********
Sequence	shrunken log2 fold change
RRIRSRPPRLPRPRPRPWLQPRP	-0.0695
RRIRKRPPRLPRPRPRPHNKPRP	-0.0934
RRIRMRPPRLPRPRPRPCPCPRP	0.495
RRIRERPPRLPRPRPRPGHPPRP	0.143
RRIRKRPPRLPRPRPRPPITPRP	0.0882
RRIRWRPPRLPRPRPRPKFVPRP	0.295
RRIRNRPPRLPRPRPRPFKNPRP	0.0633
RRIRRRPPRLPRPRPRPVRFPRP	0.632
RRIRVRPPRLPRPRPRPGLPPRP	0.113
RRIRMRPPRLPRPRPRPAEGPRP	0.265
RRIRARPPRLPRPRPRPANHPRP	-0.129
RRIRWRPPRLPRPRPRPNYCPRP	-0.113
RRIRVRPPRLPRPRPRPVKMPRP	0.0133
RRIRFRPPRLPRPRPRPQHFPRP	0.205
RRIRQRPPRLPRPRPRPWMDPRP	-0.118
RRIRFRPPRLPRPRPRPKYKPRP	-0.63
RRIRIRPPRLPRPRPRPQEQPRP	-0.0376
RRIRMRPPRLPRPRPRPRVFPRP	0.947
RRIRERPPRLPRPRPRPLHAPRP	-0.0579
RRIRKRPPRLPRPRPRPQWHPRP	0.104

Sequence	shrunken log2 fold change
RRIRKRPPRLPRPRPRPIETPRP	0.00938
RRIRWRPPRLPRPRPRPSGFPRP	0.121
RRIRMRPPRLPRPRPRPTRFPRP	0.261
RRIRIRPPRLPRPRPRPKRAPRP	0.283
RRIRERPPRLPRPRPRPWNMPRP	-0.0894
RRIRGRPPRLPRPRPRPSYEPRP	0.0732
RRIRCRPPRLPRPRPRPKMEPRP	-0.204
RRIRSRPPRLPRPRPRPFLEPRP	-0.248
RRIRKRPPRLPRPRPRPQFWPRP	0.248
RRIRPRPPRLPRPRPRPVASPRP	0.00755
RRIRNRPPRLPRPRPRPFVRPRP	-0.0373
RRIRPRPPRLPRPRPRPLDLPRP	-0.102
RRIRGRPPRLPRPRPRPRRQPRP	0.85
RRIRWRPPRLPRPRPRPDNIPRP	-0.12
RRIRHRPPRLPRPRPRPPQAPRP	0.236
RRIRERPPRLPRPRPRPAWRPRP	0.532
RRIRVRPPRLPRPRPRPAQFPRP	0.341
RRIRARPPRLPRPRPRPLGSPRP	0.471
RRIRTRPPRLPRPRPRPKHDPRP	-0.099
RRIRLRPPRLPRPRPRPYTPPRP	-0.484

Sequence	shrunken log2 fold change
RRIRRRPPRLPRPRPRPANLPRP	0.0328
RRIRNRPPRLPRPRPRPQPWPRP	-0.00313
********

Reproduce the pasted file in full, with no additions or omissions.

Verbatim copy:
Sequence	shrunken log2 fold change
RRIRSRPPRLPRPRPRPWLQPRP	-0.0695
RRIRKRPPRLPRPRPRPHNKPRP	-0.0934
RRIRMRPPRLPRPRPRPCPCPRP	0.495
RRIRERPPRLPRPRPRPGHPPRP	0.143
RRIRKRPPRLPRPRPRPPITPRP	0.0882
RRIRWRPPRLPRPRPRPKFVPRP	0.295
RRIRNRPPRLPRPRPRPFKNPRP	0.0633
RRIRRRPPRLPRPRPRPVRFPRP	0.632
RRIRVRPPRLPRPRPRPGLPPRP	0.113
RRIRMRPPRLPRPRPRPAEGPRP	0.265
RRIRARPPRLPRPRPRPANHPRP	-0.129
RRIRWRPPRLPRPRPRPNYCPRP	-0.113
RRIRVRPPRLPRPRPRPVKMPRP	0.0133
RRIRFRPPRLPRPRPRPQHFPRP	0.205
RRIRQRPPRLPRPRPRPWMDPRP	-0.118
RRIRFRPPRLPRPRPRPKYKPRP	-0.63
RRIRIRPPRLPRPRPRPQEQPRP	-0.0376
RRIRMRPPRLPRPRPRPRVFPRP	0.947
RRIRERPPRLPRPRPRPLHAPRP	-0.0579
RRIRKRPPRLPRPRPRPQWHPRP	0.104

Sequence	shrunken log2 fold change
RRIRKRPPRLPRPRPRPIETPRP	0.00938
RRIRWRPPRLPRPRPRPSGFPRP	0.121
RRIRMRPPRLPRPRPRPTRFPRP	0.261
RRIRIRPPRLPRPRPRPKRAPRP	0.283
RRIRERPPRLPRPRPRPWNMPRP	-0.0894
RRIRGRPPRLPRPRPRPSYEPRP	0.0732
RRIRCRPPRLPRPRPRPKMEPRP	-0.204
RRIRSRPPRLPRPRPRPFLEPRP	-0.248
RRIRKRPPRLPRPRPRPQFWPRP	0.248
RRIRPRPPRLPRPRPRPVASPRP	0.00755
RRIRNRPPRLPRPRPRPFVRPRP	-0.0373
RRIRPRPPRLPRPRPRPLDLPRP	-0.102
RRIRGRPPRLPRPRPRPRRQPRP	0.85
RRIRWRPPRLPRPRPRPDNIPRP	-0.12
RRIRHRPPRLPRPRPRPPQAPRP	0.236
RRIRERPPRLPRPRPRPAWRPRP	0.532
RRIRVRPPRLPRPRPRPAQFPRP	0.341
RRIRARPPRLPRPRPRPLGSPRP	0.471
RRIRTRPPRLPRPRPRPKHDPRP	-0.099
RRIRLRPPRLPRPRPRPYTPPRP	-0.484

Sequence	shrunken log2 fold change
RRIRRRPPRLPRPRPRPANLPRP	0.0328
RRIRNRPPRLPRPRPRPQPWPRP	-0.00313